O.K. I'm sure you're wondering where I'm going with this one... I think I can see them growing! It seems as though if I sit with them long enough I can see the yellow fluff being parted by feathers....The hulk chickens are about 13 days old now and are almost triple the size they were, almost. I have had no losses yet-incredible I think. Only about 3 pasty butts, and we are almost at 2 weeks! This is about the time I stop worrying about spontaneous death from chicken S.I.D.S. This years chick raising has been a pleasure with no issues. So in addition to the raising of the chicks on fresh biodynamic compost, next year I'm gonna add worms to the mix and prep the chick brooder with biodynamic compost that is mostly finished AND inhabited with worms. Every day I have gone out and gathered worms for my baby mutant chicks to supply them with the extra protein their obscenely fast growing bodies need and argh, does my back hurt! but if they were unknowingly sitting on their meal, I could come by once a day and turn some compost.... My Evil plot thickens....
It never fails, the new chick anxiety, I know what to do and when to do it but does that matter? Thats a big fat no. Are they too hot? Cold? Are they eating the fermented food? maybe I should put dry in too? Is that pasty but? On and on it goes for the first few days at least. This is also the time when you are most likely to lose a chick or two, chick SIDS. Ahh the farm life. It is a little crazy when you wake up with thoughts of baked chicks on your mind-were two heat lamps too much???? But i digress, the chicks are here and all of them made it through the night. I have had only one pasty but so far which is great. Last year there was 5 to 10 a day. It is still early though so I will keep my pasty butt vigil going for the next week or so anyway. We have already hosted chick keep away. Throw in some worms and whoa boy look out, those little buggers will chase the worm holder down steal his loot and run like the dickens. These guys seem more ferocious than the last batch. I'm guessing meat is whats for dinner for these voracious little guys! That'll keep me busy, digging worms for my fast growing little babies! Its great entertainment for the whole family!
So april is here again, spring has sprung and its time for the coming of the chicks. This is the second year I have ordered chicks for the purpose of filling my freezer. Chicken is the most consumed meat in this house and after learning of the horrid things chickens are fed to force fast growth I had gone to Organic chicken from the grocer. But even that is just not good enough. With GMO soy and corn making up most of the feed these days I just decided I would get my own chicks and learn the dirty deed of butchering. Its not so bad after all, the chickens don't get boxed up and shipped to the butcher. Each one is caught and handled with care and reverence, reducing the stress hormones that may affect the meat quality. I also know that all they are ever fed is organic non GMO, non soy feed, supplemented with things like apple cider vinegar and kelp. Countryside Organics makes a wonderful feed that I can trust is made from the best ingredients. So anyhoo, my chicks come on thursday shipped through the good ole' USPS. The brooder is all set loaded with a floor of biodynamic compost/ leaf litter. This helps their little immune systems to get a good head start and also gives them nutrients that aren't found in feed. They definitely need to eat a pound o' dirt in their lifetime to stay healthy. I will also be fermenting their food for the first couple of weeks. This ensures that you get the most out of your feed. The tiny microbes that predigest some elements of the grains leave behind vitamins like K, B and C. From the reading I've done it also reduces the amounts of feed needed and for the fast growers I got I would love that to be true. That brings me to the choice of breed this year. They are Cornish Cross, exclusively bred for meat production. Last year I went for Dark Cornish that were supposed to be dual purpose, but ended up tough when they finally got big enough to butcher. Though I find the idea of chickens going from chicks to butcher weight in 6 to 8 weeks slightly unnatural, the thought of 25 chickens eating feed for two months instead of five is quite attractive. On with the experiments!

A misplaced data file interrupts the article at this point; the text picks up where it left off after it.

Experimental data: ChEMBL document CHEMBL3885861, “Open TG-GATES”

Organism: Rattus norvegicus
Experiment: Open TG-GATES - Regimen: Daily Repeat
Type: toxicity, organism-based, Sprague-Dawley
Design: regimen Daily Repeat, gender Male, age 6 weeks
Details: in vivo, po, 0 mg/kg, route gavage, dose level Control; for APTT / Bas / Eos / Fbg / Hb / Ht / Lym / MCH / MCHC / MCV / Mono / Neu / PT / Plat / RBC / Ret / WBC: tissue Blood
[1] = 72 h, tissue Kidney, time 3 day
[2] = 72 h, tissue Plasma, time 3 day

Born in New Hampshire and raised in Maine, Eva's passion for living self sustainably began with Helen and Scott Nearing. Both were homesteaders who carved their lives from the land. Eva now lives in Eastern West Virginia, with her husband Dain and daughter Shayna, carving out her own life.